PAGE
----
Yokoyama Naoki 横山直樹

by Robert Yellin

I have to admit that I’m a clay addict in the worst degree. That doesn’t mean I shoot, smoke or sniff the stuff; it simply means the breathtaking qualities of the finest Japanese clay give me a sense of euphoria. Just the other day I went to an exhibition in Kyoto for Yokoyama Naoki and bought myself one of his sake cups that I literally can’t wait to get my hands on each night. The marbled clay façade is a delight to the eyes and the smooth, earthy feel of the unglazed surface roots me to the earth and the now in a profound way. Indeed, using such works of art in one’s daily life is akin to a religious experience and one of my favorite artists is surely Yokoyama.

Yokoyama was born in Bizen in 1970, into a pottery family. He had no desire to become a potter until he was at a crossroads in his life in his early twenties. University was not in the cards, so he turned his direction home and entered the Bizen Pottery Center to learn the trade. These places teach technique alone, which is part of the shokunin no kokoro, or craftman’s spirit, that is truly the backbone of most of Japan’s arts and crafts, and even food culture. A Bizen potter—or any potter for that matter—needs to learn these basics about their respective traditions and Yokoyama did so there. His next step was extending these fundamentals in a more artistic direction and that’s where his apprenticeship with Kawabata Fumio benefitted him. Kawabata is a clay fanatic and this rubbed off on Yokoyama, particularly Kawabata’s research into shizen-nerikomi, or natural marble.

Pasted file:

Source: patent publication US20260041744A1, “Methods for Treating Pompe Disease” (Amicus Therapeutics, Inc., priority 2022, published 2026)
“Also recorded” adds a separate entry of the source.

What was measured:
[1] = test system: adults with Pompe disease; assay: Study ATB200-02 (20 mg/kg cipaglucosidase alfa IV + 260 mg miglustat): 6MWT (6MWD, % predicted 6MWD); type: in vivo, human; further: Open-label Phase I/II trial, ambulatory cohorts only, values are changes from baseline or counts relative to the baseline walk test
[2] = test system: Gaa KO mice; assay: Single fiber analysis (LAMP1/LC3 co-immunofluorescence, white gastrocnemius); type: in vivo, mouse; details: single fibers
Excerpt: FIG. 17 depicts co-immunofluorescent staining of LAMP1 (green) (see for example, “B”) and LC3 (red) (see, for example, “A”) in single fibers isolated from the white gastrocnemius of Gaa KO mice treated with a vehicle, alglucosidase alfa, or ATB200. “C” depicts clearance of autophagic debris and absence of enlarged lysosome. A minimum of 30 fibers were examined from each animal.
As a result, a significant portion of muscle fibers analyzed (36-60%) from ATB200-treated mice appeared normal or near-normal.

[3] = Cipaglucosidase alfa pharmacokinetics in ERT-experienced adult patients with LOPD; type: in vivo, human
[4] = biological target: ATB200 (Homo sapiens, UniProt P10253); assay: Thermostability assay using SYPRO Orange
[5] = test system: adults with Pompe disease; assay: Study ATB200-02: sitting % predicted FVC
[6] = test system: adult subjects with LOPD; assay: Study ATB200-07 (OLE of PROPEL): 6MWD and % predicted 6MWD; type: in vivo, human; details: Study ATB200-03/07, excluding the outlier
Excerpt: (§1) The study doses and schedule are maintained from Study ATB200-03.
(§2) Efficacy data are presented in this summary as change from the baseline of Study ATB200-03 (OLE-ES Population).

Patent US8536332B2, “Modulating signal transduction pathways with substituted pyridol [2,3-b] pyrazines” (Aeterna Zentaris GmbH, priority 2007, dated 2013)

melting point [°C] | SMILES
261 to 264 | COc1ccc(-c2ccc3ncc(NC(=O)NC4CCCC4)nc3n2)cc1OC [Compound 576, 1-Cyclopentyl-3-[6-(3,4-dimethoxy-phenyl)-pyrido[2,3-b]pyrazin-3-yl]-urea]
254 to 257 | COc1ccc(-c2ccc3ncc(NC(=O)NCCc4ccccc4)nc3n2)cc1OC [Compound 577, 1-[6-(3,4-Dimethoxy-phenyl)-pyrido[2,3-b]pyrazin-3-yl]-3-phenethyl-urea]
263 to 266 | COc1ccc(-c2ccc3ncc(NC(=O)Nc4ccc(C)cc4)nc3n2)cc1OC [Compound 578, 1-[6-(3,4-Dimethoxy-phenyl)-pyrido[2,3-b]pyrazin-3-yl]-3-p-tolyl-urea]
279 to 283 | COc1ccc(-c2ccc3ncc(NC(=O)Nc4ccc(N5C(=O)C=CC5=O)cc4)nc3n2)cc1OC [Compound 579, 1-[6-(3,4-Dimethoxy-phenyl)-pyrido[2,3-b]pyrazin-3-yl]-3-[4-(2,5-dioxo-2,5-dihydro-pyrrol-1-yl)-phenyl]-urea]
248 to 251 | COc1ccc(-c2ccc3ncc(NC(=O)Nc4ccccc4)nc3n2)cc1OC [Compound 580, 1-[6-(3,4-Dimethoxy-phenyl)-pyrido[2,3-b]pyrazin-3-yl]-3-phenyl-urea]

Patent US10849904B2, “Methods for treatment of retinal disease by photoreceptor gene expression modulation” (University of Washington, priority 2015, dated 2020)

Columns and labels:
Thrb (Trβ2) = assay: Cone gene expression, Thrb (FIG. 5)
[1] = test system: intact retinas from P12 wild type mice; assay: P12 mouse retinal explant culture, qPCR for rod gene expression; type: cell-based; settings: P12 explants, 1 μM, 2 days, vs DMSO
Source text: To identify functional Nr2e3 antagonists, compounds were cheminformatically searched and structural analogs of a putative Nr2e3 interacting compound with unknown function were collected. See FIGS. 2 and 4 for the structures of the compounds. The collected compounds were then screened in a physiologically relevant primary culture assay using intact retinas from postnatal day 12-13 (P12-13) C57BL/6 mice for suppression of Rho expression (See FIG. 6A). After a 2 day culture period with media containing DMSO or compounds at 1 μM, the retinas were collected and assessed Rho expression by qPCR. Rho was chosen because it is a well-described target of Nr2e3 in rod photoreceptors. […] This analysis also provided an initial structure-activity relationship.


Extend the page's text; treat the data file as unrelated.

Shinzen-nerikomi involves using two or three different rice paddy clays and then meticulously processing the clay by drying it, picking out by hand impurities such as pebbles, and then wedging and slicing the blended clay. All in all Yokoyama says the time-consuming process takes ten times longer than if one simply uses traditional Bizen clay. Yet it’s that added attention to material that brings to life his shizen-merikomi, seen here in the large orbed vase and the boat-form flower vessel. My sake cup is also shizen-nerikomi. All the shizen-nerikomi works are either hand-coiled or slab-built, as the clay is too brittle for a potter’s wheel.

In his large kiln that he fires only twice a year there are between 1,500 and 2,000 pieces, with his shizen-nerikomi usually accounting for about one-fourth of the total. The rest are more traditional Bizen firing styles. Yokoyama understands the value and importance of both. He’s also broadening the appeal of Bizen by challenging what the style can be, not only in his addictive shizen-nerikomi works, but also in his imaginative forms. For such work, he was even recently selected as one of the most popular under-50 potters in Japan by the leading Japanese ceramic art quarterly Honoho no Geijutsu. Approach Yokoyama’s work with caution, though; you may get hooked.





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